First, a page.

A typical Friday night turned into a mother’s worst nightmare when gunshots swirled around her neighborhood into the apartment complex where she stayed with her children and mother.
One of those bullets flew into baby Jiya McMahan’s crib striking the 8-month old.
“’I don’t want my sister to die, I don’t want my sister to die,’” FOX News Channel 8 reported that the daughter said. “Then when [the Police] came in she said, ‘Please save my sister,’ and passed her off and they took her and went straight to hospital.”
When Jiya’s mother, Jade Green, got home, she was met with a flood of emergency crews.
“’I just want to inform you, your baby got hit,’” Green recalled the officer telling her. “And I fell to my knees and started crying.”
Little Jiya spent three nights in the hospital. Doctors said the bullet hit her tricep, went through her back and clipped her lung.
The family and community know that it’s a miracle that Jiya is still alive and doing well as if nothing happened.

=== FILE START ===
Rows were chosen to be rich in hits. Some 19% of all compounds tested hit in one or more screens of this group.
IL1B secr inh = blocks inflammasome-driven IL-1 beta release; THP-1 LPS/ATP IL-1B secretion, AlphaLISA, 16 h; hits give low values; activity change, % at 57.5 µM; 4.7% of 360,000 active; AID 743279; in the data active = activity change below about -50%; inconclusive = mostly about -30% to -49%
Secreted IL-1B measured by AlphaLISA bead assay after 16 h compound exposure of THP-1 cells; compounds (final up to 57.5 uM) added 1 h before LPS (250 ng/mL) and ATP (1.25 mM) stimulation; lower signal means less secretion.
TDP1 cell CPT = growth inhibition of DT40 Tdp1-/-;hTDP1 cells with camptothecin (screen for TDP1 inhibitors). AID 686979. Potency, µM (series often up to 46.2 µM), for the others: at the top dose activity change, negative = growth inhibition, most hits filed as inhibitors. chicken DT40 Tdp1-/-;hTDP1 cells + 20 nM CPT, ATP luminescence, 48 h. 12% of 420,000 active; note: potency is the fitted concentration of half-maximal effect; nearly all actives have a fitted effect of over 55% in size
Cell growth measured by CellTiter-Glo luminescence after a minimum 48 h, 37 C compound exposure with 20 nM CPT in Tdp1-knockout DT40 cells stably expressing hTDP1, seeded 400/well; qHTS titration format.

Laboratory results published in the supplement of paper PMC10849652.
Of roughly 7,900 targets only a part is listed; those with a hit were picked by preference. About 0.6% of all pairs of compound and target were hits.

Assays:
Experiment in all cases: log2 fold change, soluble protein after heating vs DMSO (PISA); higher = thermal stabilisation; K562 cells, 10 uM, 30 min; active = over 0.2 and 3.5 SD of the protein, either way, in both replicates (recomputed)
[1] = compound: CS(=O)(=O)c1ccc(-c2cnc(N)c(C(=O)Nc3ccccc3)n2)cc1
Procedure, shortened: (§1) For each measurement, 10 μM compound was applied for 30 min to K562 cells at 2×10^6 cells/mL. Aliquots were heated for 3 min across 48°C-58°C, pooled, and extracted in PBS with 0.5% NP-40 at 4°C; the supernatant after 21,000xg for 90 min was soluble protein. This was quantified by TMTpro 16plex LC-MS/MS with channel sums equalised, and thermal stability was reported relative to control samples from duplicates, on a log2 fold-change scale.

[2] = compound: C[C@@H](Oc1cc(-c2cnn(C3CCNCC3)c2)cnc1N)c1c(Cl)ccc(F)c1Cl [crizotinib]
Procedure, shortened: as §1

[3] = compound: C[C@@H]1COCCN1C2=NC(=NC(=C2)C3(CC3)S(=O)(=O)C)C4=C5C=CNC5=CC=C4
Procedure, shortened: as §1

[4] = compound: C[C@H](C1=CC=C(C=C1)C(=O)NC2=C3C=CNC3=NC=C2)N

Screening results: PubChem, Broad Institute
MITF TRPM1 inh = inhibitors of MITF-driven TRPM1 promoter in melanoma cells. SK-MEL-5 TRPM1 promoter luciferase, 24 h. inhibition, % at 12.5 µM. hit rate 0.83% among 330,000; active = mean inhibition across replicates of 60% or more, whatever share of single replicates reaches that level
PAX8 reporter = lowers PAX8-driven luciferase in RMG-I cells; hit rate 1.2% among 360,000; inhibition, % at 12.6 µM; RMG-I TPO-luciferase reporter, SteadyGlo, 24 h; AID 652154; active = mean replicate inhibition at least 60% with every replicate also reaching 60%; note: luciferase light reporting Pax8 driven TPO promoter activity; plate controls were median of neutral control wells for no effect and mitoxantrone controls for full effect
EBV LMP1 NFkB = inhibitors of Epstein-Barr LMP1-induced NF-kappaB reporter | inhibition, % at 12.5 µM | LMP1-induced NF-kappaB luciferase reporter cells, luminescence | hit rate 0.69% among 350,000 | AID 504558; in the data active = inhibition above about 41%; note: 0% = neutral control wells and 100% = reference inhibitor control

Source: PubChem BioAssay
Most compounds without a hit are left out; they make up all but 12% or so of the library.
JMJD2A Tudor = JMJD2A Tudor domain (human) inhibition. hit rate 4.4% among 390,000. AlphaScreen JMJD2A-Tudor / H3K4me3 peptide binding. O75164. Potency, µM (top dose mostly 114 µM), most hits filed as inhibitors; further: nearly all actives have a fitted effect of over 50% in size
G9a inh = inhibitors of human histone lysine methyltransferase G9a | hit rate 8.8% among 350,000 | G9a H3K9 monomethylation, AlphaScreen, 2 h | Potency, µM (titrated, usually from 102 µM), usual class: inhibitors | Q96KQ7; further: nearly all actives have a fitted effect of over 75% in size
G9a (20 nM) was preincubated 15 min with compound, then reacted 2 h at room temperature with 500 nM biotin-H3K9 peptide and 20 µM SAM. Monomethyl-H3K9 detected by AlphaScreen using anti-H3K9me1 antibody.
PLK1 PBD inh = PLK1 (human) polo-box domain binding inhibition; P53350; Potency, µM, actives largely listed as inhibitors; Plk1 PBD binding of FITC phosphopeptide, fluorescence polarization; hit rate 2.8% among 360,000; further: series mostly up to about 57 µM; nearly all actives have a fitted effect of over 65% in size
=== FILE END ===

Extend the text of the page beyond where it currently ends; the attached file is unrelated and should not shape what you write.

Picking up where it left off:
“They said they had to put in a chest tube in because the bullet did … go through and clipped her lungs. And they wanted to make sure she was OK,” Green said. “But she’s not on any monitors, she doesn’t have to get any surgeries, and I don’t think there’s going to be any future complications.”
Winston-Salem police told Green they believe those shots were intentionally fired into the home, though the theory is that they weren’t intended for the people inside. With the unfortunate reality that this type of gunfire exists around them, the family is looking to move. And thanks to a GoFundMe account and the community stepping up, they can.
The older 11-year-old sibling is being hailed as a hero and rightfully so. Many of us don’t know what to do when someone around us gets hit by gunfire. God forbid that ever happens, but here are some tips to be prepared to act if it ever does:
1. Look for the source of any blood, open or remove clothing if you have to.
Life-threatening bleeding that requires care includes blood that’s pooling on the ground or spurting from a wound, loss or partial loss of a limb, or bleeding from someone who is unconscious.
2. Use your hands to apply direct pressure at the site of the wound to stop the bleeding.
Then, cover the wound with a cloth (a shirt, a scarf, anything around), press down hard with both hands, and keep pressing. This is what helped